This year, Pittsburgh and Dortmund, Germany, also a municipality with a history of industry, were selected as participants in the European Union’s International Urban and Regional Cooperation Sustainable Agriculture Program. This partnership, which was made possible through the Sister Cities Association of Pittsburgh, will allow the two cities to collaborate on municipal policies, programs and initiatives related to sustainable food systems. By sharing information and participating in a two-year program, we will aim to boost the resilience of our food systems and build on our work to adopt the United Nations’ Sustainable Development Goals on Zero Hunger.

In a historic partnership with an eye to action rather than ceremony, Pittsburgh added our 20th sister city in the midst of the global COVID-19 pandemic: Glasgow, Scotland. Like Pittsburgh, Glasgow is situated along rivers, and the city experienced an industrial decline that led to population loss and lingering health effects. Thanks to the resilience of the residents and institutions of both cities, Glasgow and Pittsburgh experienced economic revitalization. This new partnership will enable information sharing, innovation and action on climate change, public health and ensuring an equitable recovery from the COVID-19 pandemic.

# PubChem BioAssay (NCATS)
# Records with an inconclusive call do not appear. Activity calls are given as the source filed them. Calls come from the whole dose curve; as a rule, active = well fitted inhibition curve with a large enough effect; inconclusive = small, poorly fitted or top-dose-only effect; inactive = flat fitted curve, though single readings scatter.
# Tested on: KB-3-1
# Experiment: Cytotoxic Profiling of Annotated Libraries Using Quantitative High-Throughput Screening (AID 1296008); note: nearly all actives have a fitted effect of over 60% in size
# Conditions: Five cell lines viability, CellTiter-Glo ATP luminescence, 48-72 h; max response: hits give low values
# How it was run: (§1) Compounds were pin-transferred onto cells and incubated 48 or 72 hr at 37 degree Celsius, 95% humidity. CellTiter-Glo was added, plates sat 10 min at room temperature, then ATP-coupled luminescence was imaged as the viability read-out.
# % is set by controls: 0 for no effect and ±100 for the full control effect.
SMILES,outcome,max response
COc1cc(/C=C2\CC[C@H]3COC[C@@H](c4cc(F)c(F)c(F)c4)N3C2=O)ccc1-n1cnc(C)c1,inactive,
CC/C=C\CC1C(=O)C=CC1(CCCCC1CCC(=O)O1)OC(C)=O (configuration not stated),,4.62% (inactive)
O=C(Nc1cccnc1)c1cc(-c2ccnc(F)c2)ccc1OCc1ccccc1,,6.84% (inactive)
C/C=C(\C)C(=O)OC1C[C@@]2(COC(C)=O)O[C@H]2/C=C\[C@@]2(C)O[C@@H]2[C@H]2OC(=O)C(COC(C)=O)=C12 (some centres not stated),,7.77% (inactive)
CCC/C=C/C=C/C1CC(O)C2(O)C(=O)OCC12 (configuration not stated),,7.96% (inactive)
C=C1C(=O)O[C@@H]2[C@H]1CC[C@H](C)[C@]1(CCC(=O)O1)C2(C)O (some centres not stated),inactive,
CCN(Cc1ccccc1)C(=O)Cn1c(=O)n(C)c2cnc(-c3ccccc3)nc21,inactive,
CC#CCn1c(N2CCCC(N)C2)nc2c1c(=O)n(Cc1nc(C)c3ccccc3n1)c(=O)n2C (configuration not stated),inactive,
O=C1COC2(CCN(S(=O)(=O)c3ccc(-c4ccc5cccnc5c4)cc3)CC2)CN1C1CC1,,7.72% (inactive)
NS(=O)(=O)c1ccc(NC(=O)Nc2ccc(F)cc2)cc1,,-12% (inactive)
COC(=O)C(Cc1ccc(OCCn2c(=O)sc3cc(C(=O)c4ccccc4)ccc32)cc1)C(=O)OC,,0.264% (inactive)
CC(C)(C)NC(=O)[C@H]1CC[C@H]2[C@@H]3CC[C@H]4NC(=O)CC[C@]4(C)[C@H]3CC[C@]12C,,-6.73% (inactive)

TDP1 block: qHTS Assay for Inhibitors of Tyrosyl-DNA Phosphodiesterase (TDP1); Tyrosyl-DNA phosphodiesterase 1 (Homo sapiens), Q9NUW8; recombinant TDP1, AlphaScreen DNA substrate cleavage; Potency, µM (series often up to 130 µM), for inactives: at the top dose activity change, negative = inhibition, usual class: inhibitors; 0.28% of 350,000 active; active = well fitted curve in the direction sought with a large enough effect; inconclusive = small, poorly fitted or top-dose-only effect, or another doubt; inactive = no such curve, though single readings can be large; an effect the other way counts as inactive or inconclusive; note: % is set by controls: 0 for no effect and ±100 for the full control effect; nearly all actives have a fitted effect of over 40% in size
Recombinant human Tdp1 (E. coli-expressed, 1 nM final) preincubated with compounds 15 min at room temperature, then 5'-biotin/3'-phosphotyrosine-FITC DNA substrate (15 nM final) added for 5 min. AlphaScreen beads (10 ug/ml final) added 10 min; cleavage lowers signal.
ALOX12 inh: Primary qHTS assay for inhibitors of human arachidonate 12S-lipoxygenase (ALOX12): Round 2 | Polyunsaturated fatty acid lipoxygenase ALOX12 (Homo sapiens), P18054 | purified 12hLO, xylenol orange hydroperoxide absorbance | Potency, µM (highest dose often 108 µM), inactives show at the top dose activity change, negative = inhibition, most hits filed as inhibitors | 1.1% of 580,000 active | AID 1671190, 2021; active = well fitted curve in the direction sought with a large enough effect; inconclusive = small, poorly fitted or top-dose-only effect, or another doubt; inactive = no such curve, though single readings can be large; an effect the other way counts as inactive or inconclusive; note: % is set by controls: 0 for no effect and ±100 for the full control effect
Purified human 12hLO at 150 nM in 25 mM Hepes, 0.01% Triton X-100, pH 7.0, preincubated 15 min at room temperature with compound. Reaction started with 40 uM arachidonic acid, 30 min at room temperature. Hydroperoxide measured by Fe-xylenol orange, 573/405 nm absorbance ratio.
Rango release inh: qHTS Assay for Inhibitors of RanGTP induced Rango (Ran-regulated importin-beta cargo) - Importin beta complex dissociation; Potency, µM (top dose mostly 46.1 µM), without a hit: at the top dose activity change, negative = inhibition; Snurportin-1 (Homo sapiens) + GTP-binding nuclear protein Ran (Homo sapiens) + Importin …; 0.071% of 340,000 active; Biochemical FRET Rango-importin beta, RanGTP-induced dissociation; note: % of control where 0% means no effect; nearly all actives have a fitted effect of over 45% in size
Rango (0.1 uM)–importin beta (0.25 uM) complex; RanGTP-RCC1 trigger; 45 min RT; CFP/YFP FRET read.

In a historic partnership with an eye to action rather than ceremony, Pittsburgh added our 20th sister city in the midst of the global COVID-19 pandemic: Glasgow, Scotland.

We presented a progress report on this partnership at the November 2021 U.N. Climate Change Conference in Glasgow, COP26. It is an example of what can be achieved through intentional relationship building and idea exchange, including shared policy advancements in the areas of pension funds; creation of environmental, social and governance criteria for investments; and advancement of basic income pilots. Pittsburgh and Glasgow’s collaborative strategies will also address the challenges of energy burden or fuel poverty, the disproportionate costs spent by households on utilities and the health inequities caused by the deindustrialization of both our economies. Our example can be replicated by other cities striving to address the climate crisis and to recover from the pandemic in an equitable manner.